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Sergio Leone

Italia, 1971 Regia: Sergio Leone  Sog.: Sergio Leone, Sergio Donati; Scen.: Luciano Vincenzoni, Sergio Donati, Sergio Leone; F. (Techniscope, Technicolor): Giuseppe Ruzzolini; Mo.: Nino Baragli; Mu.: Ennio Morricone; Effetti speciali: Antonio Margheriti; Scgf.: Andrea Crisanti; Co.: Franco Carretti; Int.: Rod Steiger (Juan Miranda), James Coburn (John/Sean Mallory), Romolo Valli (Dottor Villega), Rick Battaglia (Santerna), Maria Monti (Adelita), Franco Graziosi (Don Jaime il governatore), Domingo Antoine (Colonnello Günther Reza/Gutiérrez), David Warbeck (amico di Sean nel flashback), Giulio Battiferri (Miguel), Renato Pontecchi (Pepe), Goffredo Pistoni (Nino), Corrado Solari (Sebastian), Biagio La Rocca (Benito), Vincenzo Norvese (Pancho), Poldo Bendandi (rivoluzionario giustiziato), Omar Bonaro, Roy Bosier (proprietario terriero), Vivienne Chandler, John Frederick (l’americano), Amato Gerbini, Biagio La Rocca (“Benito”), Furio Meniconi (rivoluzionario giustiziato),Nazzareno Natale, Vincenzo Novese (Pancho), Memè Perlini (un peone), Jean Rougeul (il monsignore nella diligenza), Anthony Vernon, Stefano Oppedisano, Michael Harvey (uno yankee); Prod.: Fulvio Morsella per Rafran Cinematografica, San Marco Films, Miura Cinematografica, Euro International Films; Pri. pro.: 29 ottobre 1971. 35mm. D.: 153’. Col.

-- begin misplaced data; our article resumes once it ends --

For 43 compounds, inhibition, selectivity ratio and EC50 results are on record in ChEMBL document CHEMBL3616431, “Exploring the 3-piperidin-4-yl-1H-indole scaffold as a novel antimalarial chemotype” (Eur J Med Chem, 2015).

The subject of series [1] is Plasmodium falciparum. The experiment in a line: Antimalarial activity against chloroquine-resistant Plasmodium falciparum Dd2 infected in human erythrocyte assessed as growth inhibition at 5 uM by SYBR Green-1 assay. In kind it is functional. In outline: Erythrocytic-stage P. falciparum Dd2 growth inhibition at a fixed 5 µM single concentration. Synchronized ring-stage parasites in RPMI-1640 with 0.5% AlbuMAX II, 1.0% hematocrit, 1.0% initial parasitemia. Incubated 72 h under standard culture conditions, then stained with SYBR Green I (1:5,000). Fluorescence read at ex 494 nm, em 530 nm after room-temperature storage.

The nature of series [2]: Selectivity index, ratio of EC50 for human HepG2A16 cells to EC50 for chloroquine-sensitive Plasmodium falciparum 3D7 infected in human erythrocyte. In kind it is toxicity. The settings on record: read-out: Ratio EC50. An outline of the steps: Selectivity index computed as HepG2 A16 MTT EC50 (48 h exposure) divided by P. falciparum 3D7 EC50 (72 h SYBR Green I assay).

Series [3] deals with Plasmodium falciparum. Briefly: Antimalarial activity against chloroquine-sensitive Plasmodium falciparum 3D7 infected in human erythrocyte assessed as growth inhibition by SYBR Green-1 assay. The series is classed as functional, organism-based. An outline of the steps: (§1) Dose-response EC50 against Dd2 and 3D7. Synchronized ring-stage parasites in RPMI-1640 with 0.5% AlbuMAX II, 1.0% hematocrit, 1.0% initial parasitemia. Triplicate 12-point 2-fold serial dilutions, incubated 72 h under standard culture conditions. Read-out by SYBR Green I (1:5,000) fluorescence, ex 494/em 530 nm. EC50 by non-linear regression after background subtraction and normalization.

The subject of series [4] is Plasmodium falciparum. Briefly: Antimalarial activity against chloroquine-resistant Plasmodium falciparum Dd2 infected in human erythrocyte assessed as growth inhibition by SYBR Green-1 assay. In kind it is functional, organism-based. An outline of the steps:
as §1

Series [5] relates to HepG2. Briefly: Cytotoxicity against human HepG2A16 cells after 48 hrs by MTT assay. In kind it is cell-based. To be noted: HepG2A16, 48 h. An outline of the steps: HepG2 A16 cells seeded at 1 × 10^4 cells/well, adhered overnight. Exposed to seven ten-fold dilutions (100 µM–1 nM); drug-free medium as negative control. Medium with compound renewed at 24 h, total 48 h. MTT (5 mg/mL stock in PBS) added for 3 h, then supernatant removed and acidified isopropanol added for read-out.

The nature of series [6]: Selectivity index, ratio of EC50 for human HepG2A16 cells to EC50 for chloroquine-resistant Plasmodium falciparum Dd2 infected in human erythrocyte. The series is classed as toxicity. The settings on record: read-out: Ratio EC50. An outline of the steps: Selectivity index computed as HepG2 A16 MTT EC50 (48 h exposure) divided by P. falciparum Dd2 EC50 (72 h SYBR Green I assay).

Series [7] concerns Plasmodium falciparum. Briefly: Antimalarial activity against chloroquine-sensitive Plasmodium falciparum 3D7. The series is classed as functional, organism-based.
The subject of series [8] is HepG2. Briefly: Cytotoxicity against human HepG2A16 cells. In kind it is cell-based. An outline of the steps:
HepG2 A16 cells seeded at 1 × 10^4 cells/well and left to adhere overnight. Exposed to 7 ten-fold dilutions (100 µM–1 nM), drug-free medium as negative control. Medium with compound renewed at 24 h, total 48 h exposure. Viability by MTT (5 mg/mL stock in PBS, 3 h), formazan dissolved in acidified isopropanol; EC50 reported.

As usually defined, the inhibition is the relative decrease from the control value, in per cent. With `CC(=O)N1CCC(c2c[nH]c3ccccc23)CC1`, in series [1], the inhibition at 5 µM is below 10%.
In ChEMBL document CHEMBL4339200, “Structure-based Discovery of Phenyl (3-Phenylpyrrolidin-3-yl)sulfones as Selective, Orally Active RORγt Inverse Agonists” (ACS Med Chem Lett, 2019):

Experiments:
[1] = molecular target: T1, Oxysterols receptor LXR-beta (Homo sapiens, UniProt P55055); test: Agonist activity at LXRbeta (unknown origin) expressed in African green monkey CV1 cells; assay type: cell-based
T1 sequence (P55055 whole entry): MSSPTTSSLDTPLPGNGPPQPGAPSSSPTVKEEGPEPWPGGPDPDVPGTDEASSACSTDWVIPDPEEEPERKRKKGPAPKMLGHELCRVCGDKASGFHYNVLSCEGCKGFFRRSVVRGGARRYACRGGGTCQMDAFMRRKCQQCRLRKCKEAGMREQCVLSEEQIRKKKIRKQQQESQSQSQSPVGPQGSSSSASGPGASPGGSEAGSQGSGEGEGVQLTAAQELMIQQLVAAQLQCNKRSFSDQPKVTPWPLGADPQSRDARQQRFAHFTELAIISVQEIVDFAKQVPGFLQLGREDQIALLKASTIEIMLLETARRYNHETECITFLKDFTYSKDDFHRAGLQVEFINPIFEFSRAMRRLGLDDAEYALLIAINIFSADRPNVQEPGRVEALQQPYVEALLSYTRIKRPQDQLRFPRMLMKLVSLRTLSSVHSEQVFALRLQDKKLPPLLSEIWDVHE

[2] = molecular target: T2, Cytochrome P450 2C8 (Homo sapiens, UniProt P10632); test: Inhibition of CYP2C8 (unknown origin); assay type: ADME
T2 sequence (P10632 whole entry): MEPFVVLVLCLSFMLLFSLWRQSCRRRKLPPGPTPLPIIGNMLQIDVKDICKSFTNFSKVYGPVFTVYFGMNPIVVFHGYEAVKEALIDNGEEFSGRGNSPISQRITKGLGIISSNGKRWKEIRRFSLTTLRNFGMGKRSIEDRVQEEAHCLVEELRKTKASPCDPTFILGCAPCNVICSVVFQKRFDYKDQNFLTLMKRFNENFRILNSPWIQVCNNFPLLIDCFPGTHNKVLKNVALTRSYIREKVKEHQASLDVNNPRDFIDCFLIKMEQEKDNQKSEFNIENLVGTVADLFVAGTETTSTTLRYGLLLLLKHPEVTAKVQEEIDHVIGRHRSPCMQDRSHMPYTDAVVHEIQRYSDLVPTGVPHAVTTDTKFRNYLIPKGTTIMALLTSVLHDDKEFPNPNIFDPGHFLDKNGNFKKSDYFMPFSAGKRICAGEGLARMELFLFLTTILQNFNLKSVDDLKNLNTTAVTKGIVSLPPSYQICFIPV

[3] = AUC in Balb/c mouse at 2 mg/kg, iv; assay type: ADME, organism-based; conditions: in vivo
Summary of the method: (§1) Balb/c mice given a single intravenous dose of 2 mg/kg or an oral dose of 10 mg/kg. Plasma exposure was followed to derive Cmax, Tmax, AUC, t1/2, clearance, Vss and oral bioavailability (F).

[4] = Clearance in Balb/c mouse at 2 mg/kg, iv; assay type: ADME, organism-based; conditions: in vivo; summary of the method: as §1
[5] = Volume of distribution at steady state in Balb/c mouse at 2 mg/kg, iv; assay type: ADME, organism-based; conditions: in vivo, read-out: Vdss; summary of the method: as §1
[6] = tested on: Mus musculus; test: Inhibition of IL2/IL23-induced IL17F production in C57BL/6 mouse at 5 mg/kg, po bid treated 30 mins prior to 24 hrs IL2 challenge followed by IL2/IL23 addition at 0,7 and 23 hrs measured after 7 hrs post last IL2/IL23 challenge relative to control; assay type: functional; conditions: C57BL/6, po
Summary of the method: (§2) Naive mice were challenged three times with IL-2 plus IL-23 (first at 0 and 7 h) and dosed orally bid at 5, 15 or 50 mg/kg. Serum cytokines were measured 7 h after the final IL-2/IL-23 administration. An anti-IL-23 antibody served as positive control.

T. it.: Italian title. T. int.: International title. T. alt.: Alternative title. Sog.: Story. Scen.: Screenplay. F.: Cinematography. M.: Editing. Scgf.: Set Design. Mus.: Music. Int.: Cast. Prod.: Production Company. L.: Length. D.: Running Time. f/s: Frames per second. Bn.: Black e White. Col.: Color. Da: Print source

Film Notes

I used a historical context and a genre, the Western, as a pretext for talking about something else. The corpses in the cave, the ditch shooting and the governor’s escape by train refer to specific events (which the Italian audience knows) that occurred during the fight against fascism in Italy, namely, the discovery of 350 Jewish bodies in a quarry near Rome and Mussolini’s escape.
It is the lesson of Chaplin all over again: with his comedies he said and did more for socialism than any politician. The bank scene with Steiger leading the freed prisoners comes directly from Modern Times when Charlie waves his red flag in the crowd.
Because of the key role played by Morricone’s music in my films, they have often been associated with opera. I feel closer to the great melodrama and to Homer, or the picaresque novel, where there are no heroes, no good or bad men. I love close-ups because they express the soul. Usually cinema employs them to stress a particularly important event, whereas it is life itself: when we talk to one another or look at one another it’s a close-up. In the stagecoach, the camera getting closer and closer intends to turn the bourgeois faces into asses. While in colonel Gutiérrez’ case it is the expression of violence advancing. In the past, no one got closer than Ford in grasping the truth of the Western world. But Ford is an optimist: in his films when one of his characters opens a window he looks at the horizon with hope. I am a pessimist: it is the fear of being killed that inspires that very same action…

Sergio Leone, Entretien avec Sergio Leone, “Ecran 72”, n. 5, may 1972, interview by Guy Braucourt

Copy From

Restored by

The restoration is based on the original camera negative and on the magnetic soundtracks provided by the Leone Estate. The copy corresponds with the complete version of Sergio Leone’s approved edit from 1971. The Techniscope camera negative was scanned at 2K resolution and digitally restored; color correction was made using a positive print from 1971 as reference. The film was restored by Cineteca di Bologna at L’Immagine Ritrovata in 2009, under the auspices of Sergio Leone Estate.